“Ken’s remarkable films have explored subjects ranging from America’s National Parks, Lewis & Clark and the Roosevelts, to baseball, jazz and so much more,” adds George Matelich, chairman of American Prairie Reserve’s Board of Directors. “And while the scope of his films is extraordinary, it’s their quality that teaches Americans about our country’s heritage and that inspires American Prairie Reserve to create a national prize honoring Ken.”

The recipient of the Ken Burns American Heritage Prize will be selected annually by the Prize’s National Jury, which is comprised of distinguished leaders who represent communities across the country and share a common appreciation of America’s heritage. The Prize’s inaugural presentation event will be in New York City in the spring of 2017. The evening’s festivities will include remarks by Mr. Burns along with the Prize Recipient, the chair of the National Jury, and American Prairie Reserve president Sean Gerrity.
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About American Prairie Reserve
American Prairie Reserve’s mission is to create the largest nature reserve in the continental United States, a spectacular refuge for people and wildlife preserved forever as part of America’s heritage. When complete, the Reserve will be larger than Yellowstone and Glacier National Parks combined and will support all the animals that historically called the Great Plains home, including buffalo, wolves, bears, elk, deer, pronghorn, bighorn sheep, swift fox, upland birds including the greater sage grouse, birds of prey and all manner of snakes, amphibians and insects. Already open to the public for recreation including camping, hunting, fishing and birding, the Reserve offers visitors a once-in-a-lifetime, horizon-expanding opportunity to reconnect with nature on a truly grand scale. Learn more at americanprairie.org and kenburnsprize.com.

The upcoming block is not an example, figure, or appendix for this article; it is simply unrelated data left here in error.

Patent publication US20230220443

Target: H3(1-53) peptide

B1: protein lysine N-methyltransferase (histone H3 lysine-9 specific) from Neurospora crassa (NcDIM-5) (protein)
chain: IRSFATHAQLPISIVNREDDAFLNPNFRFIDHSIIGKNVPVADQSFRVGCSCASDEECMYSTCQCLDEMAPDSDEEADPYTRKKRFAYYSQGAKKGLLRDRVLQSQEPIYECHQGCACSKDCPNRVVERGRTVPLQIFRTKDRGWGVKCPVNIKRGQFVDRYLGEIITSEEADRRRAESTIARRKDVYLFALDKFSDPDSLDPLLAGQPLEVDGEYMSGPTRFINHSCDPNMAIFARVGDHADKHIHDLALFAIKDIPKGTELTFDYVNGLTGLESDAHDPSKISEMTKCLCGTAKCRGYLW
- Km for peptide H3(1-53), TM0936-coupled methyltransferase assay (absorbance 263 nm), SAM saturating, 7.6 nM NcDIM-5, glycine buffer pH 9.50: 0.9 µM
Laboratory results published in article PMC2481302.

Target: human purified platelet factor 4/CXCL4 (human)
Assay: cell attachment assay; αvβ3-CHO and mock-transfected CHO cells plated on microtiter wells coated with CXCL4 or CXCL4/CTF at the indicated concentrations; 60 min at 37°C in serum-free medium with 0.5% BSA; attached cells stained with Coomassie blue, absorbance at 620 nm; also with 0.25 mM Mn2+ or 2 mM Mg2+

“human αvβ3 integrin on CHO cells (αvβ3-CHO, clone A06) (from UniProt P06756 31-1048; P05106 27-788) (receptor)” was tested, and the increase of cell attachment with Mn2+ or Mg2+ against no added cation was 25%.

About Ken Burns

Ken Burns has been making documentary films for almost forty years. Since the Academy Award-nominated Brooklyn Bridge in 1981, Ken has gone on to direct and produce some of the most acclaimed historical documentaries ever made, including The Civil War;Baseball;Jazz; Statue of Liberty;Huey Long;Lewis and Clark: The Journey of the Corps of Discovery;Frank Lloyd Wright;Mark Twain;Unforgivable Blackness: The Rise and Fall of Jack Johnson;The War;The National Parks: America’s Best Idea;The Roosevelts: An Intimate History; and, most recently, Jackie Robinson. Ken’s films have been honored with dozens of major awards, including fourteen Emmy Awards, two Grammy Awards and two Oscar nominations; and in September of 2008, at the News & Documentary Emmy Awards, Ken was honored by the Academy of Television Arts & Sciences with a Lifetime Achievement Award.

Contact:
Rachel Stevens, MercuryCSC for American Prairie Reserve
rachel.stevens@mercurycsc.com | 512.818.1285